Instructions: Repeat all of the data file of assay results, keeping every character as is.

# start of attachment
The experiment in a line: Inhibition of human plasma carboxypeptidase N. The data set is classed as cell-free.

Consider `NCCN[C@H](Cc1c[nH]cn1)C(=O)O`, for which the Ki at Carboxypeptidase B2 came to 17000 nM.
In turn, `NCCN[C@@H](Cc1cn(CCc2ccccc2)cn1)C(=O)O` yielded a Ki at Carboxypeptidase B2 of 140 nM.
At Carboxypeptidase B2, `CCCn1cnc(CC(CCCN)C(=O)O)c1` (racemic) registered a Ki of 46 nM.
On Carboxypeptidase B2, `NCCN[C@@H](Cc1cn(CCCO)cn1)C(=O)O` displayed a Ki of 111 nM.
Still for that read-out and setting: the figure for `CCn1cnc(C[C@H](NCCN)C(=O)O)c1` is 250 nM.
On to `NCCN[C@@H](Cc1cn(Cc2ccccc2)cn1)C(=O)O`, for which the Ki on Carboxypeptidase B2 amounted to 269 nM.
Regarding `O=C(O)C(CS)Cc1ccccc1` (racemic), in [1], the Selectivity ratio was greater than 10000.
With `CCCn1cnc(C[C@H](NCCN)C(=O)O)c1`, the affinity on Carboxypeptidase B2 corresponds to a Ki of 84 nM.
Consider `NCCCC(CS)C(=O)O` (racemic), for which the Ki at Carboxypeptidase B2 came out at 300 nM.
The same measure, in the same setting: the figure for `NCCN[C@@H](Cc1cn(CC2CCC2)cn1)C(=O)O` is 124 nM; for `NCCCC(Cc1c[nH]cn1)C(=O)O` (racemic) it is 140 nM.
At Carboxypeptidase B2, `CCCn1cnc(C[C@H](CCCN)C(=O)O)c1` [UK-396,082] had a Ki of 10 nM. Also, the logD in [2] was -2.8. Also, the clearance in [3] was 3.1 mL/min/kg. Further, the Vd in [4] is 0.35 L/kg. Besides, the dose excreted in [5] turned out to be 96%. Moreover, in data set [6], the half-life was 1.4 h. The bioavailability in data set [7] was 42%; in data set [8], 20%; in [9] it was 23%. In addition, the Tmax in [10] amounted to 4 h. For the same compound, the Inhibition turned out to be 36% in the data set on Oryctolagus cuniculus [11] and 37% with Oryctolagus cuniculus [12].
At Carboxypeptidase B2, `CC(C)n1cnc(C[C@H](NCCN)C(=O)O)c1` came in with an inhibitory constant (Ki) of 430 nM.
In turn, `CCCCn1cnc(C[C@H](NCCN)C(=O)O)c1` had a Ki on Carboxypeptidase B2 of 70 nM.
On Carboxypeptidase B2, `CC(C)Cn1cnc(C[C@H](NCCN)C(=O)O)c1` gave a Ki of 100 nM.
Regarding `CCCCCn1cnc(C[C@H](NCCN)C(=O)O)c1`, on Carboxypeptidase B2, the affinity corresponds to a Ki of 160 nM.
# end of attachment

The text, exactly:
The experiment in a line: Inhibition of human plasma carboxypeptidase N. The data set is classed as cell-free.

Consider `NCCN[C@H](Cc1c[nH]cn1)C(=O)O`, for which the Ki at Carboxypeptidase B2 came to 17000 nM.
In turn, `NCCN[C@@H](Cc1cn(CCc2ccccc2)cn1)C(=O)O` yielded a Ki at Carboxypeptidase B2 of 140 nM.
At Carboxypeptidase B2, `CCCn1cnc(CC(CCCN)C(=O)O)c1` (racemic) registered a Ki of 46 nM.
On Carboxypeptidase B2, `NCCN[C@@H](Cc1cn(CCCO)cn1)C(=O)O` displayed a Ki of 111 nM.
Still for that read-out and setting: the figure for `CCn1cnc(C[C@H](NCCN)C(=O)O)c1` is 250 nM.
On to `NCCN[C@@H](Cc1cn(Cc2ccccc2)cn1)C(=O)O`, for which the Ki on Carboxypeptidase B2 amounted to 269 nM.
Regarding `O=C(O)C(CS)Cc1ccccc1` (racemic), in [1], the Selectivity ratio was greater than 10000.
With `CCCn1cnc(C[C@H](NCCN)C(=O)O)c1`, the affinity on Carboxypeptidase B2 corresponds to a Ki of 84 nM.
Consider `NCCCC(CS)C(=O)O` (racemic), for which the Ki at Carboxypeptidase B2 came out at 300 nM.
The same measure, in the same setting: the figure for `NCCN[C@@H](Cc1cn(CC2CCC2)cn1)C(=O)O` is 124 nM; for `NCCCC(Cc1c[nH]cn1)C(=O)O` (racemic) it is 140 nM.
At Carboxypeptidase B2, `CCCn1cnc(C[C@H](CCCN)C(=O)O)c1` [UK-396,082] had a Ki of 10 nM. Also, the logD in [2] was -2.8. Also, the clearance in [3] was 3.1 mL/min/kg. Further, the Vd in [4] is 0.35 L/kg. Besides, the dose excreted in [5] turned out to be 96%. Moreover, in data set [6], the half-life was 1.4 h. The bioavailability in data set [7] was 42%; in data set [8], 20%; in [9] it was 23%. In addition, the Tmax in [10] amounted to 4 h. For the same compound, the Inhibition turned out to be 36% in the data set on Oryctolagus cuniculus [11] and 37% with Oryctolagus cuniculus [12].
At Carboxypeptidase B2, `CC(C)n1cnc(C[C@H](NCCN)C(=O)O)c1` came in with an inhibitory constant (Ki) of 430 nM.
In turn, `CCCCn1cnc(C[C@H](NCCN)C(=O)O)c1` had a Ki on Carboxypeptidase B2 of 70 nM.
On Carboxypeptidase B2, `CC(C)Cn1cnc(C[C@H](NCCN)C(=O)O)c1` gave a Ki of 100 nM.
Regarding `CCCCCn1cnc(C[C@H](NCCN)C(=O)O)c1`, on Carboxypeptidase B2, the affinity corresponds to a Ki of 160 nM.